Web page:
A man sits alone on stage, guitar across his chest, fingers picking, strumming, thumping in time to the music he plays. Eyes closed, his dreadlocked head sways back and forth as he fills the room with his soulful voice and music that seems to reverberate from the depths of his soul.
The music he plays is the blues; the musician, Brother Yusef, is a master solo guitarist and originator of the “fattback blues.”
TOCA Backstage interview with Brother Yusef.
The Blues Begins
The musical genre we now know as the blues first came about during the late 1800s. The blues originated in the deep south, the Mississippi Delta, from the songs of African American sharecroppers who sang spirituals, African chants, work songs, field hollers, revivalist hymns, and more.
But it wasn’t until the 1930s or the 1940s that the blues spread out of the Mississippi Delta into the more populated, urban areas of the country. Once it was out of the Delta, the blues evolved into new and exciting forms. Electrified Chicago Blues, jazz-blues hybrids, country blues, jump blues, and boogie woogie, eventually evolving into rhythm and blues and giving birth to rock and roll.
Despite being called “the blues,” a name synonymous with sadness or feeling down, this music is not entirely meant to be sad; it’s also a music of celebration and survival.
“Everywhere I go I just like to make it clear that first of all blues is not a sad music. It’s a music that was created by African-Americans for the purpose of healing and seeking freedom, which should be obvious, but for some people it’s not…That’s my message whenever I go around performing and when I talk to people about it, that’s what I’d like people to understand about this music, because it means so much to me, especially as an afro Afro-American man,” Brother Yusef told thecountryblues.com in 2012.
Brother Yusef Finds the Blues
Surprisingly, Brother Yusef did not grow up with a guitar in his hands. He was fully grown before he picked up the guitar for the first time.
He was born Yusef Hopkins-Olaitan in Bakersfield, CA, in the early 1960s. In 1967 he and his family moved from Central California down to Southern California, ending up in Altadena, where he still resides to this day.
He grew up listening to his parents’ R&B records, Marvin Gaye and Aretha Franklin among his favorites. He remembers how watching the Jackson 5 on the Ed Sullivan show turned his world upside down, igniting his desire to learn to play guitar.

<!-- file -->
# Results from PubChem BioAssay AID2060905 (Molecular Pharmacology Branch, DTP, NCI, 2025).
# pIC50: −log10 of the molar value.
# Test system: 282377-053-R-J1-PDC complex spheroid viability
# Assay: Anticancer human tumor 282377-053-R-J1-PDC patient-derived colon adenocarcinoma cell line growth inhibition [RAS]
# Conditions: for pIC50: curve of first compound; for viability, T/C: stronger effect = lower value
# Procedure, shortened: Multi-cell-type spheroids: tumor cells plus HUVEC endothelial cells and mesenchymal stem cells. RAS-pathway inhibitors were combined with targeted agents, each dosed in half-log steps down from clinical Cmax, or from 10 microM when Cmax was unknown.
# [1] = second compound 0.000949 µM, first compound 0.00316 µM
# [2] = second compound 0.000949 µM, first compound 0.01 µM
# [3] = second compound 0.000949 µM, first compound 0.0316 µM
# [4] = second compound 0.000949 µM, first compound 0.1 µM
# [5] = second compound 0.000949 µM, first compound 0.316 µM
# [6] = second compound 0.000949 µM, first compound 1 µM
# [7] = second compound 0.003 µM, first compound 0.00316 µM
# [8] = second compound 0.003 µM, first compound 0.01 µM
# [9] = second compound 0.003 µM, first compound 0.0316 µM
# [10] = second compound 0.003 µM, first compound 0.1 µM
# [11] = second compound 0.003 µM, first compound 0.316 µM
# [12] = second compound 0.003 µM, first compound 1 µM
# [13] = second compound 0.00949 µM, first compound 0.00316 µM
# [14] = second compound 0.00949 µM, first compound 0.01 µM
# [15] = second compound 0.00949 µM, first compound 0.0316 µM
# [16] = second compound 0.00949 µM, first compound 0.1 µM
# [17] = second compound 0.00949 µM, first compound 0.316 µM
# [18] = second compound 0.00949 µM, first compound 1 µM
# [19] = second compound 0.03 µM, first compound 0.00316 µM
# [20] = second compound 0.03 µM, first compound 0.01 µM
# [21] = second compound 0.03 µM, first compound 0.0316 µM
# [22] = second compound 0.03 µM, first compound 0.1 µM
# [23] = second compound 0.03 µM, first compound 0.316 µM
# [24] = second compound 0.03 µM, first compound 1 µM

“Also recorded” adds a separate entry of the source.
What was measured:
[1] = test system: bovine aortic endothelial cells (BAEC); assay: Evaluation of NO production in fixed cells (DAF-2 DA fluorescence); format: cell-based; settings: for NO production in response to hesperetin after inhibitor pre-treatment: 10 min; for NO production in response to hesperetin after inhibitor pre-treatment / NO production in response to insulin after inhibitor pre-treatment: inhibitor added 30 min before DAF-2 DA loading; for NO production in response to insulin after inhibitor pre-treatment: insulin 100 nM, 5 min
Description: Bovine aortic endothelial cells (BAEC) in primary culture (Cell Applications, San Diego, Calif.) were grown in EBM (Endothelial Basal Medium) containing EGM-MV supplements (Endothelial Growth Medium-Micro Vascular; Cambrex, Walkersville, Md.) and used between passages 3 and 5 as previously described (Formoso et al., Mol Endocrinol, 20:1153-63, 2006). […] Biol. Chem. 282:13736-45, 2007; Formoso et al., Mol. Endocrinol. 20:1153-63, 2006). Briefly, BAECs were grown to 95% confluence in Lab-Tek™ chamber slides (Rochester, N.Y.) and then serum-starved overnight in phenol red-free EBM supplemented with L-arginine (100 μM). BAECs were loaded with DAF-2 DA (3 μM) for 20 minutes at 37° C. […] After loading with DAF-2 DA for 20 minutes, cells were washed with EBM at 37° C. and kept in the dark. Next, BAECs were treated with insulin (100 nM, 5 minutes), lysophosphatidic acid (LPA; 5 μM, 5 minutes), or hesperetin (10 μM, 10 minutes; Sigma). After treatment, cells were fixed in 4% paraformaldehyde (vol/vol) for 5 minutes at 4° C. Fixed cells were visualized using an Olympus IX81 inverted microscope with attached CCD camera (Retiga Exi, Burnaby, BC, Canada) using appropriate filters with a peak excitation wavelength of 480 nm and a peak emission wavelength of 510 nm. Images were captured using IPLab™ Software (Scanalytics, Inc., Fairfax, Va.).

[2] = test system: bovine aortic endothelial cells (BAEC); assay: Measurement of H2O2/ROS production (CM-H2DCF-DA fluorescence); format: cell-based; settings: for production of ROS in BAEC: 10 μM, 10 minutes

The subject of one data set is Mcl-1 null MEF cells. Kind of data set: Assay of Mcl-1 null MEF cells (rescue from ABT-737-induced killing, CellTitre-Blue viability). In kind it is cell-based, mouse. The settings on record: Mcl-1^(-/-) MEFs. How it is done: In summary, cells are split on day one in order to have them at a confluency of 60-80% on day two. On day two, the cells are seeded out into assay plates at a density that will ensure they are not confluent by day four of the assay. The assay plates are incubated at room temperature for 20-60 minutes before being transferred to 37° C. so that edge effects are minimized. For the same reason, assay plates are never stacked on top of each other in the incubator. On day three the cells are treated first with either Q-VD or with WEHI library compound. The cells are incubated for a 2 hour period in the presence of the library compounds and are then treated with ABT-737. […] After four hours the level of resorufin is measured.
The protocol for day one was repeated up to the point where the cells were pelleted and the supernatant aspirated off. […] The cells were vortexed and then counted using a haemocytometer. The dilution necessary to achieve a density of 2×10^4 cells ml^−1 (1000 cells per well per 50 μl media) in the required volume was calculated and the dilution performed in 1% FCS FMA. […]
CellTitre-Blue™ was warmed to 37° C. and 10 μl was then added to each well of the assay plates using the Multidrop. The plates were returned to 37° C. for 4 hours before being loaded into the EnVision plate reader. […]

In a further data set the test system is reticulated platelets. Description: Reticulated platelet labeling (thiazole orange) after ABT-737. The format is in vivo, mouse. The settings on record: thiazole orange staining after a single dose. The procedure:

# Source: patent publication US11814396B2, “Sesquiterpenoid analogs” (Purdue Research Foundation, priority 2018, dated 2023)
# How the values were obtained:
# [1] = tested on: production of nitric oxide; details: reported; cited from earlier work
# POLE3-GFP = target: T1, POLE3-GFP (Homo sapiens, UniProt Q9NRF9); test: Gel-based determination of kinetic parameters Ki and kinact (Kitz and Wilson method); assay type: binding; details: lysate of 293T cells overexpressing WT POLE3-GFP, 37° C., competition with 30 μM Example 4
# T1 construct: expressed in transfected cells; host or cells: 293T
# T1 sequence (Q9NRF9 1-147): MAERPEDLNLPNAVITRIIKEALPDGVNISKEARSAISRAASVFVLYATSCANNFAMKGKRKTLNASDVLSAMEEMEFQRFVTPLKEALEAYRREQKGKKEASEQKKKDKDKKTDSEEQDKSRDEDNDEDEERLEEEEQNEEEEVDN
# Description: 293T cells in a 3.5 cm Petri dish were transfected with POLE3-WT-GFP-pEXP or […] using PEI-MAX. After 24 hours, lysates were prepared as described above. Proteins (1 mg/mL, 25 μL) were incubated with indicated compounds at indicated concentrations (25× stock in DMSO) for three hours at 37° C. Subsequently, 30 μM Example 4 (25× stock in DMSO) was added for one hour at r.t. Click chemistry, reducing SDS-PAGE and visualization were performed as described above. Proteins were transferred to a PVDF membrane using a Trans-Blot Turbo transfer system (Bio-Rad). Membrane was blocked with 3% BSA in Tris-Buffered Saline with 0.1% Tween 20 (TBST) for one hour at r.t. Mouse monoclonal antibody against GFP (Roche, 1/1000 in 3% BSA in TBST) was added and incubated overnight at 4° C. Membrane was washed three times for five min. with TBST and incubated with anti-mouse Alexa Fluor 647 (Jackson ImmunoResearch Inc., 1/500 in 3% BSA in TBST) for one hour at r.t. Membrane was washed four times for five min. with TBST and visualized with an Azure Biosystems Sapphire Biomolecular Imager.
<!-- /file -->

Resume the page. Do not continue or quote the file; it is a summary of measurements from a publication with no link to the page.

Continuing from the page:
“While everybody else was watching little Michael, I was watching Jermaine and Tito on guitar. I fell in love with guitar music,” he told the Santa Maria Times in 2015.
He asked his parents to buy him an electric guitar but instead they insisted he learn how to play piano. For two years he accommodated their request, plugging away at piano lessons though the guitar was his true love. At 19 he bought his first electric guitar and taught himself how to play by listening to old blues records – and he’s been playing the blues ever since.
“When I finally got my guitar I was 19 years old. I wanted to learn how to play reggae and funk. I wanted to learn how to play jazz. I figured if I’m going to learn how to play all these genres of music I’m going to have to learn how to play the blues first, because I knew obviously that was the root of most American music,” he told oldcountryblues.com.
And while he does play traditional blues songs during his shows, he always puts his own spin on them. Something he’s called “fattback blues” for many, many years.
Defining “Fattback Blues”
“Fattback’s, of course, from the south, a flavor…I grew up in the 70s and I grew up on funk music. It’s almost like a funk approach to blues where it’s just really edgy, hardcore, really in your face. You think of James Brown, you think of Bootsie Collins, all that stuff where the music is just really in-your-face, no-holds-barred; that’s the way I approach my music, especially as a solo artist,” he told oldcountryblues.com.
With six studio albums to his name, Brother Yusef plays original compositions and some covers that he puts his own spin on. He likes to take well-known songs and really make them his own. For several years he’s played at the House of Blues in Anaheim and all over Orange County, even traveling the world to share the blues with music lovers in other countries.
Now South Bay residents have the chance to experience the “organic, greasy” sound of Brother Yusef’s Fattback Blues – right in their own backyard.
Brother Yusef, Part of the Studio Cabaret Series
Brother Yusef is coming to the Nakano Theatre as part of our Studio Cabaret Series. The Studio Cabaret Series is a way to enjoy musical talent and tasty food in an intimate setting; it’s like dinner theater for your ears! The performances are set at four-seat cocktail tables, and gourmet meals are available for an additional cost. Meals for the series this season are prepared by the talented chefs at the Red Car Brewery.
Dinner for the performances of Brother Yusef will be southwest salad, chicken enchiladas, and chava rice. Plus, goodies from the always delicious Torrance Bakery will be available at intermission.
Tickets On Sale Now
Come experience a true blue original! Brother Yusef will be performing on Friday, March 6, and Saturday, March 7, 2020, at 7:30 pm. Tickets are on sale now, so don’t miss this opportunity to experience the fattback blues-style of Brother Yusef!